Narration of Asia
30 January 2012
The Influence of Buddhism In Chinese Martial Arts
Since first introduced During the Han Dynasty, Buddhism has played a major role in Chinese art and culture. This is especially true in the traditions that surround the art of Shaolin Kung-Fu, and their strong belief in Chan (Zen) Buddhism. Kung-Fu was Influenced by the teachings of Siddhartha Gautama and focuses heavily on the belief that enlightenment is attained through meditation. In this essay, Buddhism's influence on Shaolin Kung-Fu will be discussed, from how it started to how it thrives today in modern china.
Michael Kampan O' Reilly states in Art Beyond the West that Zen Buddhism teaches one can find happiness and success by achieving harmony with nature. They also believe that the Buddha lives inside everyone, and through meditation and discipline is the path to enlightenment (136). The Shaolin temple was established 1500 years ago in Songxian, in Henan Province. It is there that kung-fu first began. Shaolin kung-fu is not only a form of combat or devotion, to many it is a way of life. At the Shaolin temple, Followers are separated into two groups, secular disciples, and martial monks. A Shaolin monk is required to have the best in kung-fu skills but also the strongest Buddhist devotion.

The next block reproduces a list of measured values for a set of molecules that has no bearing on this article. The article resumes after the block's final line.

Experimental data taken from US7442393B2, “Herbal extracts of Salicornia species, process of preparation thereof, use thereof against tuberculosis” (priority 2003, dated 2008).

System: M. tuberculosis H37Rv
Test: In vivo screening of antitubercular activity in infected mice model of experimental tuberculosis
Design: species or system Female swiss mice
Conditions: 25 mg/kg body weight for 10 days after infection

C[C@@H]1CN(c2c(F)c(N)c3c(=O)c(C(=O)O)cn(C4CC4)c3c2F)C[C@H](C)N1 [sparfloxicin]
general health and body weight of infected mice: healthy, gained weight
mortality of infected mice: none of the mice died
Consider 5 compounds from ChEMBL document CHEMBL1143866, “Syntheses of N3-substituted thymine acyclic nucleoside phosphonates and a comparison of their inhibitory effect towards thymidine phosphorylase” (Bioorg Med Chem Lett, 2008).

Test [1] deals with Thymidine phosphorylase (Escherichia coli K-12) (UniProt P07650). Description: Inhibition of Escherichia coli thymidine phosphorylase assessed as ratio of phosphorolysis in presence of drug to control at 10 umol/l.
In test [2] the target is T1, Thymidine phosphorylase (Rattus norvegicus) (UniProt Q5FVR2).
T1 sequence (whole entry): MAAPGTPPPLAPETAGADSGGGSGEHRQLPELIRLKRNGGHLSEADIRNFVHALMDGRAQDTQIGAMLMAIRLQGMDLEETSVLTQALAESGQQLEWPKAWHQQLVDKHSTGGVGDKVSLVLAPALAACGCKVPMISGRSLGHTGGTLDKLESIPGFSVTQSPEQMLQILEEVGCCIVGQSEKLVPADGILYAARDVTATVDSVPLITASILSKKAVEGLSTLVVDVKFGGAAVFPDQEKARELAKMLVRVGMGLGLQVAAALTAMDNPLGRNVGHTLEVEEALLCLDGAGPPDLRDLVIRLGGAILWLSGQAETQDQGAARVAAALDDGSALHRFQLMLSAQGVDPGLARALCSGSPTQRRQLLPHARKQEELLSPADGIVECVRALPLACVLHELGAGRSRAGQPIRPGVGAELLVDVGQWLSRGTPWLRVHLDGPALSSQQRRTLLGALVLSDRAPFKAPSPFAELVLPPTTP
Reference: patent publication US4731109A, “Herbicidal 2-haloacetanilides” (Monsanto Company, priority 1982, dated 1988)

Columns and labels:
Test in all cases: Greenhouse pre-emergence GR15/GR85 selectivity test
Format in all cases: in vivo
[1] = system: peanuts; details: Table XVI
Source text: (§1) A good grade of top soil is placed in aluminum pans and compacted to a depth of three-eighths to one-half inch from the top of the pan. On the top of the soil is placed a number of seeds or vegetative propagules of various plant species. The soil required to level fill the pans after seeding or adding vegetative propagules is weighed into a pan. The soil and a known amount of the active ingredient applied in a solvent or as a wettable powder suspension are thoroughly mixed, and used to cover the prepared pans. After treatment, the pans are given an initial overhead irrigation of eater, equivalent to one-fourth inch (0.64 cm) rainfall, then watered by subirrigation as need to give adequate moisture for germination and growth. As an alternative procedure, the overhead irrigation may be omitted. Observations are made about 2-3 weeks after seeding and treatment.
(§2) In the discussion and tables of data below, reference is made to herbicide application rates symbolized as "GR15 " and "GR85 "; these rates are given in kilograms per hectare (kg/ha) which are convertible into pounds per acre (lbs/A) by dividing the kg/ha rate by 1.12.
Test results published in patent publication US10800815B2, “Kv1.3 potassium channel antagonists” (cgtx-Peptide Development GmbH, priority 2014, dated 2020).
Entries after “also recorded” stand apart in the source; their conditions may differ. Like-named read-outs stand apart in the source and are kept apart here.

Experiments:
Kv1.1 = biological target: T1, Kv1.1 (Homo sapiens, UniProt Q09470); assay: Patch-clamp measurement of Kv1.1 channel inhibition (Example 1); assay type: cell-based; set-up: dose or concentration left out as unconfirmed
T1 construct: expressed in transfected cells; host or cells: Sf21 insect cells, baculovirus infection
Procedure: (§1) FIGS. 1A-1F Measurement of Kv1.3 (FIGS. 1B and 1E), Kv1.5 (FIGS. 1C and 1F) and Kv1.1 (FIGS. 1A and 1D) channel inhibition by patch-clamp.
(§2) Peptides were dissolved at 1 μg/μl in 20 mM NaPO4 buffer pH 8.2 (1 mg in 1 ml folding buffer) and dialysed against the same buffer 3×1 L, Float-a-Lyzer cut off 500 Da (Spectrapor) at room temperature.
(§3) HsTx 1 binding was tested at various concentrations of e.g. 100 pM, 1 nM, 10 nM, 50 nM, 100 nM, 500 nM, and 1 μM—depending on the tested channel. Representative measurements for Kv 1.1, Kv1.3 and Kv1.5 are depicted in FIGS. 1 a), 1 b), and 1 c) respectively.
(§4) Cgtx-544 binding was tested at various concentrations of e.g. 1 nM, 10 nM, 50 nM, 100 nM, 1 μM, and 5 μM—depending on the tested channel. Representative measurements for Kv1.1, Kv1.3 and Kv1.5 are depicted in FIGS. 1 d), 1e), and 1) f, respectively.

For those who have seen the long daily routines of the secular disciples, and martial monks will notice that its very fluid, and almost like a dance. There is an art in the way they move. In addition to the intense exercise program, meditation, and devotion to Buddhism, Shaolin monks are vegetarians. The simplicity of their food reflecting the simplicity of their lifestyle (Nina Makofsky). Children start training as early as possible at the temple, however there is no age limit to start studying Shaolin kung-fu.
It is said that shortly after Shaolin was founded, a Buddhist monk named Dharma came from India to teach Buddhism. Dharma...
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